If this whole post isn't too Pee-Wee's Playhouse for you, I suggest you give this a try (and, as usual, if your name is "Chuck," you're in luck!). But seriously, the shit's hard and I don't think I'd be able to do it without looking off my template. Unless I heard the song like a million times, which I haven't, nor have many others as the song wasn't a huge hit or anything (AllMusic says it peaked at No. 14 on the R&B chart and at No. 70 on pop). Shocker that this one didn't catch on like it was supposed to!
Two more things that make "Attack of the Name Game" fantastic crap:
Alien Clyde's description of his dance during the breakdown, which is just as confusing (if not more) than the name game: "Now, now put your left foot down / Now put your other left foot down / Now put your right foot down / Now put your good foot down / And walk like this / Well, get down earthlings, get down / Now put all three hands together and clap." Yeah, like that's possible.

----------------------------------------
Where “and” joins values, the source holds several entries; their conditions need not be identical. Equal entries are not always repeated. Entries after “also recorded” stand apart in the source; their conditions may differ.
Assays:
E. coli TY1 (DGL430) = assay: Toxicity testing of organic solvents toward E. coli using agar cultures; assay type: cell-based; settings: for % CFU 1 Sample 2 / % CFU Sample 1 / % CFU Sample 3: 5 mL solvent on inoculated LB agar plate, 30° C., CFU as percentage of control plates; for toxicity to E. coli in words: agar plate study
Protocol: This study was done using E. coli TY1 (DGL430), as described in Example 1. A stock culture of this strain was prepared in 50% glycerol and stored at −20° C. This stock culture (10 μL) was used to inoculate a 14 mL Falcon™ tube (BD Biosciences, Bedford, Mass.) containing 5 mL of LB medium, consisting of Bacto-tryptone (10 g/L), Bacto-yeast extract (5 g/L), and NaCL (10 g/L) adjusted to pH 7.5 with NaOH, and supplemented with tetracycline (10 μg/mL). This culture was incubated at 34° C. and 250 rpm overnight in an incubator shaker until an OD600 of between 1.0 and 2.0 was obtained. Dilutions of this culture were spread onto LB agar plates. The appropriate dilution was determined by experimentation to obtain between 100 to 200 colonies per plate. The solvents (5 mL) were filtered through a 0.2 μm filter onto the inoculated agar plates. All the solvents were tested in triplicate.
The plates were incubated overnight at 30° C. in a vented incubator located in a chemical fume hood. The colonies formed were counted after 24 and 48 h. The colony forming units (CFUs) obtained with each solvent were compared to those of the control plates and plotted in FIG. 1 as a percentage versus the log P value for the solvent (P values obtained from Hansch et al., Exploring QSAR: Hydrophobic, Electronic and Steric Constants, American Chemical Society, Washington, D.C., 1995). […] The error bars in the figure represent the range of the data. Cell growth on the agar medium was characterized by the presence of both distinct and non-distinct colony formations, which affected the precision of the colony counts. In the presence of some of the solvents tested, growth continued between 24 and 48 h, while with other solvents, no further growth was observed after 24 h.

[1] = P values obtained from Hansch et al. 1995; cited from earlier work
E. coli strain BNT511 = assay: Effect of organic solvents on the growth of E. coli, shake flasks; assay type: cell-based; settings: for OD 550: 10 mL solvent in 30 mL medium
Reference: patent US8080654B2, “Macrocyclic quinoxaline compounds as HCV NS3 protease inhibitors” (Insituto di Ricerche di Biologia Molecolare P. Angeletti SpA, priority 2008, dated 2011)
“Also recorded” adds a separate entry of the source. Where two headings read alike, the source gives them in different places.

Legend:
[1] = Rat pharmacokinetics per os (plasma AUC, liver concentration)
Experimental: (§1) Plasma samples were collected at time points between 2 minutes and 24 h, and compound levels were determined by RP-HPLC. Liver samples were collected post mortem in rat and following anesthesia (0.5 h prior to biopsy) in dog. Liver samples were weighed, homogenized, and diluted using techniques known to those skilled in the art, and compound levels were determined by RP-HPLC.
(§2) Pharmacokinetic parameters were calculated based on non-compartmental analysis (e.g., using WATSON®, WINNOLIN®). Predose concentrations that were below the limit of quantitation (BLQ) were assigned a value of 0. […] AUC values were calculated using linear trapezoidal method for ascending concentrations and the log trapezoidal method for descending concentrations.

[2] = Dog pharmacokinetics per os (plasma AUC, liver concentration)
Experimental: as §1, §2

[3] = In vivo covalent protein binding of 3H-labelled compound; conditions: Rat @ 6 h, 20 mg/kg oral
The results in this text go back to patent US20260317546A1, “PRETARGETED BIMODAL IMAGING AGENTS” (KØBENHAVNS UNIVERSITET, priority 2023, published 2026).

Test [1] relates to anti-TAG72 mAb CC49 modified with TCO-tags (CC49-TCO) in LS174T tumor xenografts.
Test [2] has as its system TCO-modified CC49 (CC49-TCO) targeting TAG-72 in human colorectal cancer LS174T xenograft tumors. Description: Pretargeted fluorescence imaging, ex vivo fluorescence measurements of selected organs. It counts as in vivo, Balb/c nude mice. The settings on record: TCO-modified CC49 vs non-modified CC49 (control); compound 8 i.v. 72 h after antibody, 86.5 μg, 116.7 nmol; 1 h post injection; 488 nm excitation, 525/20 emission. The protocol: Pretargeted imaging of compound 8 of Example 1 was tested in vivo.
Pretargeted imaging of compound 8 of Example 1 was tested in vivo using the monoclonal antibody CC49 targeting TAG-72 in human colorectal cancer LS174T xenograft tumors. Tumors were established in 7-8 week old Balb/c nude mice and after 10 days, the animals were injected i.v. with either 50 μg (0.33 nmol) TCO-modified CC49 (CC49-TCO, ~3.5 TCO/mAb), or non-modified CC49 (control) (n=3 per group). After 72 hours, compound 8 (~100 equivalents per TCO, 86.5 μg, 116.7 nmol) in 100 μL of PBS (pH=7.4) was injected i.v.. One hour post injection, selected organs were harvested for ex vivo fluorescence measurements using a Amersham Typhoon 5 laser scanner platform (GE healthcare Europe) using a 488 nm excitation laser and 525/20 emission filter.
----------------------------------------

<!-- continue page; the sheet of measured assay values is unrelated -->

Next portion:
Stacy implores, "Come on, let's do Tina!" Whatever it takes to make it exciting.
Just to prove that I'm not a Stacy hater, I'm offering the non-crap bonus "I'm Down for You", which comes directly after "Attack" on her Sneakin' Out full-length, is a good example of her woman-child persona and finds Narada giving her something to really croon to. Love the call-and-response synth overload.
And, I'd also like to point to point you in the direction of two MP3 sites that consistently offer music that is actually, uh, good (imagine!): one soulful negro, which is home to exactly what its name implies (including some fantastic boogie, which rarely gets any kinda blog love) and B-Side Wins Again, which is concentrated on non-album rap tracks from (mostly) the '90s and sometimes is in French. I never really thought of structuring a sentence using the phrases "ooh la la" and "hip-hop." BSWA made me reconsider.
File this under "extremely easily amused": this store can be found in the main downtown shopping area of my hometown, Ocean City, N.J. . . .
The last picture makes me think that it's unfortunately named after the unfortunately named. I realize it's probably pronounced with the long "e" sound ("Vergeena"), but it's infinitely more entertaining to pronounce it with a long "i."
Entertaining, that is, if like me, you have the sense of humor of your average 11-year-old.